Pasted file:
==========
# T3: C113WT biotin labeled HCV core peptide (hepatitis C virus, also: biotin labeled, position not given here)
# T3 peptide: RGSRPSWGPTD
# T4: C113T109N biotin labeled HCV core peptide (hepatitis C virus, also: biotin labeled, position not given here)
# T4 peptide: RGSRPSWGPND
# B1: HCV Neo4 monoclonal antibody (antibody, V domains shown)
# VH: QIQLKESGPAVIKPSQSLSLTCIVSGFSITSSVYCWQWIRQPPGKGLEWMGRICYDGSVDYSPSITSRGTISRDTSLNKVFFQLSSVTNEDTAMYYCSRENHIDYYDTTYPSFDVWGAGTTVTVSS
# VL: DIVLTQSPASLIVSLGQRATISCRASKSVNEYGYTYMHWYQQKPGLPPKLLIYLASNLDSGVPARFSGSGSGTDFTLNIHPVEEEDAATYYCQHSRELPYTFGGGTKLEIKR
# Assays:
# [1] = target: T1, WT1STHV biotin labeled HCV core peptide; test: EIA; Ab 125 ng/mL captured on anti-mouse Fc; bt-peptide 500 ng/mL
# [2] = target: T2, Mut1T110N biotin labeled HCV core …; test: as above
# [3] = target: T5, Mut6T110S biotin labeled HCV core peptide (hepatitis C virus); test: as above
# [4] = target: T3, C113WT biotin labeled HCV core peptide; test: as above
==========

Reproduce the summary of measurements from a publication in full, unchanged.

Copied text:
# T3: C113WT biotin labeled HCV core peptide (hepatitis C virus, also: biotin labeled, position not given here)
# T3 peptide: RGSRPSWGPTD
# T4: C113T109N biotin labeled HCV core peptide (hepatitis C virus, also: biotin labeled, position not given here)
# T4 peptide: RGSRPSWGPND
# B1: HCV Neo4 monoclonal antibody (antibody, V domains shown)
# VH: QIQLKESGPAVIKPSQSLSLTCIVSGFSITSSVYCWQWIRQPPGKGLEWMGRICYDGSVDYSPSITSRGTISRDTSLNKVFFQLSSVTNEDTAMYYCSRENHIDYYDTTYPSFDVWGAGTTVTVSS
# VL: DIVLTQSPASLIVSLGQRATISCRASKSVNEYGYTYMHWYQQKPGLPPKLLIYLASNLDSGVPARFSGSGSGTDFTLNIHPVEEEDAATYYCQHSRELPYTFGGGTKLEIKR
# Assays:
# [1] = target: T1, WT1STHV biotin labeled HCV core peptide; test: EIA; Ab 125 ng/mL captured on anti-mouse Fc; bt-peptide 500 ng/mL
# [2] = target: T2, Mut1T110N biotin labeled HCV core …; test: as above
# [3] = target: T5, Mut6T110S biotin labeled HCV core peptide (hepatitis C virus); test: as above
# [4] = target: T3, C113WT biotin labeled HCV core peptide; test: as above